There are some common mistakes that spouses make about social Security when they claim, or fail to claim benefits.  Some of us pop in and out of the workforce over decades.  While these tricky situations are more common among women, some males who may be stay at home dads and earn significantly less than their wives or find themselves widowed, are thus at risk for the same missteps.  Same sex couples are subject to identical Social Security rules.

Income Tax

The income thresholds are very low, so most people end up paying tax on at least some of the social security benefits.  A common mistake is not withholding enough tax from your Social Security income.

When a wealthier spouse passes, their tax bracket can increase substantially and often jump up one or two brackets.  Now they are filing taxes as an individual, and their income taxes increase.


Many people do not realize that their Medicare premiums come right out of their Social Security check.  Medicare has its own set of tax brackets.  It is sad to note that moving from a joint tax bracket to single, your Part B premium could jump up.

Estimated Taxes

Retirees do not know how often they have to pay quarterly estimates on their income in retirement.  Your income from IRA accounts, investments are subject to taxes, and often you need to pay the IRS quarterly estimates.

Claiming Social Security Early

Once you decide to start your Social Security payment at 62, it will stay there and not increase when you turn 66.  Many people do not realize this and think they will get more later.

A Misconception

For someone that has popped in and out of their career over the years, they may assume that they do not quality for Social Security because they didn’t have 10 consecutive years of earnings.  The requirement for Social Security is not 10 consecutive years; it is whatever your earnings are over your lifetime.


They assume that because they didn’t work in the labor force, they will not receive Social Security.  You are entitled to half of your spouse’s benefits.  This benefit was designed specifically for at home spouses.  Gender does not matter, you just need to be married.

Couples with a younger spouse, retiring

If you want to retire, and your homemaker spouse is younger than full retirement age, what is the impact?  The homemaker’s spousal reduction factor is higher than that of the spouse who was one in the workforce.  Both spouses get penalized for claiming early, but the reduction for the younger one, who has not reached FRA, is more aggressive.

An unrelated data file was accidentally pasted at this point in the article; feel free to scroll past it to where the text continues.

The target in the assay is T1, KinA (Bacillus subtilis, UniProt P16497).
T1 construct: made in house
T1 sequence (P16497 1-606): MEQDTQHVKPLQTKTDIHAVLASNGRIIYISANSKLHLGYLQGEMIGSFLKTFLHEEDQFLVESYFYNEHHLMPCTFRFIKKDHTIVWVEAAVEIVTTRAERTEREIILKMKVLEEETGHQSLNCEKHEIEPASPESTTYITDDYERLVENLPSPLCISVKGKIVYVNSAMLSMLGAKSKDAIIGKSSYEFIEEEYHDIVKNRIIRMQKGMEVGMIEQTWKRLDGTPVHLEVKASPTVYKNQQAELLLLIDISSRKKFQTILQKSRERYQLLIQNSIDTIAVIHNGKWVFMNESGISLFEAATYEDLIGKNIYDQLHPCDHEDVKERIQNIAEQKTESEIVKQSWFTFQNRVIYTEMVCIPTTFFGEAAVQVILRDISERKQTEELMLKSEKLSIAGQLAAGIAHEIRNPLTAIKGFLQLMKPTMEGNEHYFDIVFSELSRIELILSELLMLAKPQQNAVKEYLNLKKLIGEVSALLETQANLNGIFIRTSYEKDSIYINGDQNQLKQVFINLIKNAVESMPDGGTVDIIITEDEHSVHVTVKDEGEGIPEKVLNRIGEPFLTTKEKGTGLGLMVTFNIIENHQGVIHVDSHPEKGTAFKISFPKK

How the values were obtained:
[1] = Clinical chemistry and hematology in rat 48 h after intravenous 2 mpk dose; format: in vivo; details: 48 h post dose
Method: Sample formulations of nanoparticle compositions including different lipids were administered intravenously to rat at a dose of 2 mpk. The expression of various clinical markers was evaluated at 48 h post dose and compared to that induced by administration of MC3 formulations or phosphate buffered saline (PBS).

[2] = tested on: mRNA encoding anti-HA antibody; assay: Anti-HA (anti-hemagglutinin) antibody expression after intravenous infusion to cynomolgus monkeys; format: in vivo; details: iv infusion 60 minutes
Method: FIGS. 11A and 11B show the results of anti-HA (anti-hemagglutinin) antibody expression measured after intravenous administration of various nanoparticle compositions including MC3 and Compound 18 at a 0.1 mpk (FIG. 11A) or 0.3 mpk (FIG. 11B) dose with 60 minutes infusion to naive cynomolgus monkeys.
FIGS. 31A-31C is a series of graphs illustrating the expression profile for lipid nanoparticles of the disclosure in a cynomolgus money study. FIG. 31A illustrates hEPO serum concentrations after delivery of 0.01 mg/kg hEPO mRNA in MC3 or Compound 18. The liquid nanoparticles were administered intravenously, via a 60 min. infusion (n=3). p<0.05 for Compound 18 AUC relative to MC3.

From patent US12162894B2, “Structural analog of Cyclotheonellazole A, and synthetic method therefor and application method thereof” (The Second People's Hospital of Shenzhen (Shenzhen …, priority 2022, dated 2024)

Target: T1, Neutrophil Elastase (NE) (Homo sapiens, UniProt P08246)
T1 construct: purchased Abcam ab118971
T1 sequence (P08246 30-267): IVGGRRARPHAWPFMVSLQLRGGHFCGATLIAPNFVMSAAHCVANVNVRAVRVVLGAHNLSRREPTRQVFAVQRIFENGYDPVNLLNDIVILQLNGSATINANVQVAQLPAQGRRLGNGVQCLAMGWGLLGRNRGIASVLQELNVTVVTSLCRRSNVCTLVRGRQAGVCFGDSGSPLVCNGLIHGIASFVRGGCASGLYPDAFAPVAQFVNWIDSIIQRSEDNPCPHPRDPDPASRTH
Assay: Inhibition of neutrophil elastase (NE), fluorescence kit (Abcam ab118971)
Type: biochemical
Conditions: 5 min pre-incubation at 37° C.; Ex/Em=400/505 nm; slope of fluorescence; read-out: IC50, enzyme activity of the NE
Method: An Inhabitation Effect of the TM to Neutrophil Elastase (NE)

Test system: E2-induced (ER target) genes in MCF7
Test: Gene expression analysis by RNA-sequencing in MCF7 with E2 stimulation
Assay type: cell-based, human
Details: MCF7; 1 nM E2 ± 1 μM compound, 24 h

Widow’s benefits

Often a spouse becomes widowed between 52 and 60, and their kids are grown and gone. They do not realize they have to wait until they are 60 to get their benefits. For some, this makes an impossible situation, and they are left with an income dilemma.  The mistake is thinking they can take widow’s benefits as soon as they become widowed.

Another rude awakening

When a spouse passes away, one of the Social Security checks will go away, and the widow will take the higher social security check.  This mistake is assuming that they will continue to receive two checks.  It is important to plan for this reduction in their household income.

Divorce and Remarried

Divorced women who were previously married 10 consecutive years or longer, and meet all of the Social Security rules for a divorced person have the following choices.  They cannot choose between their ex’s benefits or their current spouse’s benefits until they are both dead, and you are the remaining spouse.  At that point, Social Security looks at all the benefits: yours, your first spouse, and your second spouse.  You receive the benefits that are highest, but you do not get to add your own.  You will only receive one benefit.

Windfall Elimination Provision

If you have a hybrid career, where you work partly for the government, which does not withhold Social Security taxes, and worked partly in corporate America, which does withhold taxes, your Social Security benefit pays second to the pension, and those benefits will be reduced.  So, let’s say you have been receiving $3000/m pension, plus $1500 Social Security.  When you spouse dies, you will lose the $1500.

Another note, some pensions are higher when you retire before Full Retirement Age, and then reduce when you start collecting Social Security.

All of these examples are here to help you plan properly and note that during retirement, there may be some reductions in income, so it is still a great idea to keep your life insurance benefit.